This is a story of the development of Gaptap for Linux.
As operating systems get security updates and other kinds of patches, your own instance will similarly develop a ‘gap’ – you’re lagging behind. Depending on how the updates have been set up, there’s
There’s a few underlying causes which are making the gap wider. Blame you, blame me. We resist change. We’d like to be in peace, undisturbed. Believe me, everyone’s been there.
It was post-Christmas holidays, 2018. Perfect environment to gobble some code. I was actually thrilled once again by ‘dialog’, a tool that makes it ~somewhat comfortable to create retro-look ASCII character menus. That is, emphasis on the word somewhat.
This used to be and still is a major issue; the longer you do not update your OS, the bigger a attack window the adversaries (bad guys) get.
With a lot of hobby programming projects, I’ve found that there’s a really fascinating phenomena. Programming is an art, where you want to skip – or fast forward – to the results. But the road is one that doesn’t let you simply skip parts. You will touch tough.
I had a vision, perhaps fueled even by the sheer retro appeal of ‘dialog’, of managing Ubuntu software packages powerfully. The most interesting part is to make things click in the “backend” logic, but a practical part of making something useful and stick to the users, is making it feel good. Linux CLI software is known to be a bit scruffy, and bare. It’s ok – part of the philosophy. But with Gaptap I wanted to dress it up with a specific slick, though character-based user interface. A program called dialog seems to fit perfectly. It takes a lot of the rote work away, giving a parametrized system that
“Run, tap a key, let the program do its magic. You’re done. All simple and nice.”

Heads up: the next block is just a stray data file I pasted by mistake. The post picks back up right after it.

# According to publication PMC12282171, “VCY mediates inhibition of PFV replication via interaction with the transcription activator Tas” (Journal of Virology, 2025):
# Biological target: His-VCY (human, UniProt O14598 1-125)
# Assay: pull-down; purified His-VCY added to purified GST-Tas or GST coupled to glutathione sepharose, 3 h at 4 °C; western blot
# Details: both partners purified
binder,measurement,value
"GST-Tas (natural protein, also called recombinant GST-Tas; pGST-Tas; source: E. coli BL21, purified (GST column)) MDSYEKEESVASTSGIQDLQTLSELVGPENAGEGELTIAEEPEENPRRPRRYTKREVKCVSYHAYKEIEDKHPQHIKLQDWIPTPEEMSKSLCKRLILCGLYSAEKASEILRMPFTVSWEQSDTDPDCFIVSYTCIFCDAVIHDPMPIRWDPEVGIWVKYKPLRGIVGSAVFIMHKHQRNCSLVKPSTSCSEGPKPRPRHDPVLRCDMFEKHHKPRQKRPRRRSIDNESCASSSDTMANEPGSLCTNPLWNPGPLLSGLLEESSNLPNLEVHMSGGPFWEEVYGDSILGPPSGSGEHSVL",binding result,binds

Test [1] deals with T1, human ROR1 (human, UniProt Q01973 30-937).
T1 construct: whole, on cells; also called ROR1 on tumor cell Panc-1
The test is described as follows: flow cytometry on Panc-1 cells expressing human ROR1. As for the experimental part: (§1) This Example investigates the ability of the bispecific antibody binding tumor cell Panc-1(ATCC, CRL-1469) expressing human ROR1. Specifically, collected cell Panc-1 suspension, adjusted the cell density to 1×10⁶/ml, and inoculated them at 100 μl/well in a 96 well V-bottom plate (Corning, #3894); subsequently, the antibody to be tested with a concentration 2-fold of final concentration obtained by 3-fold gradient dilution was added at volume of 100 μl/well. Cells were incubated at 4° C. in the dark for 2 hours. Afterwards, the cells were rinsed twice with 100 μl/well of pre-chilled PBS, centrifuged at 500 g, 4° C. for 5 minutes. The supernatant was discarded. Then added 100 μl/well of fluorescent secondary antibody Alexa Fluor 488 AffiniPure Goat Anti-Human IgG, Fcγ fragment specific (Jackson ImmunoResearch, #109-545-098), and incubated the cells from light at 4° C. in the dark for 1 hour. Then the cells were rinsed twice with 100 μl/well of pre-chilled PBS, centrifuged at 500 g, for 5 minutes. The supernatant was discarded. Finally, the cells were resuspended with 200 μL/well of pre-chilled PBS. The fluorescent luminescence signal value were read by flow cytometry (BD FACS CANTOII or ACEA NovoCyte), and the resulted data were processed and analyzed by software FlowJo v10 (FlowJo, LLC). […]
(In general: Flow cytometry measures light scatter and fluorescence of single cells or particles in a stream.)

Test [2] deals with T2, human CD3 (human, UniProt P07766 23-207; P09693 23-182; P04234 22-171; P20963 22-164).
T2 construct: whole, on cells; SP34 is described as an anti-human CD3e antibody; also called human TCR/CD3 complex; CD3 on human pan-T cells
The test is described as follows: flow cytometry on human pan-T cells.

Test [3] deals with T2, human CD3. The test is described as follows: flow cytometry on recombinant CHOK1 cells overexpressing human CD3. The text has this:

What, where, how, why?
Ubuntu Linux is composed by the Linux kernel; often also a graphical user interface (Gnome / others), and a lot of other software packages. Keeping the packages up to date is crucial for security. Vulnerabilities are bugs in software that have known exploits. An exploit means that someone can use the software to gain information from your machine, possibly without even you knowing it.
The packages are commonly kept up to date by aptitude – a (real) package manager. Word ‘real’ in the sense that what I am developing is merely sugar on top of real functionality. With Gaptap, I want to make things more accessible and casual. Software updates should be a walk in the park.
What’s the role of package managers?
Deep down in the technical sense, package managers are fairly complex piece of software that keep track of installed software, resolve dependencies, offer solutions to user – all in an aim to keep the whole selection of software as stable and secure as possible. Early in the prehistory of operating systems this aspect of management was completely overlooked.
Package managers are often divided roughly into a backend and frontend. The backend is the really heavy-lifter, while frontend offers human users sensible choices. Some frontends are creamed with nice graphics, while others are not. In Linux-world, it’s often the results, speed, consistency and repeatability that matter over the aeshetics.
On top of aptitude there’s apt which is said to be a “front-end”. apt supports the familiar commands like
apt install pine
With Gaptap, I would either directly be driving aptitude or piggy-backing on apt. Future will show.
Basic idea of Gaptap
- make a dynamic list of upgradeable packages
- show the list appropriately: paginated and formatted, on-screen
- allow user to choose updates in a intuitive way: cursor keys + Space
- support quickly quitting the app with Esc and/or “Q” key (quit)
- when user confirms choices, gaptap forms a “execution line”
- the execution line gets passed down to bash (interpreter)
- results is captured back to Gaptap so it knows what is going on
The challenge that users face is that of change resistance. We’d like to just keep churning as-is, uninterrupted. Updates can be a curse word for many. Ubuntu and other Linux flavors have done a great job with the whole update cycle. Linux has far surpassed rivals in ease of updating, and also in the non-invasive nature of the update process.
Whereas some other operating systems are notorious for showing mind-boggling numbers in blatantly unmotivating window, Linux does a great job.
Gaptap started with a rather simple goal: make Linux software updates even better. Simple. Fast. Powerful.
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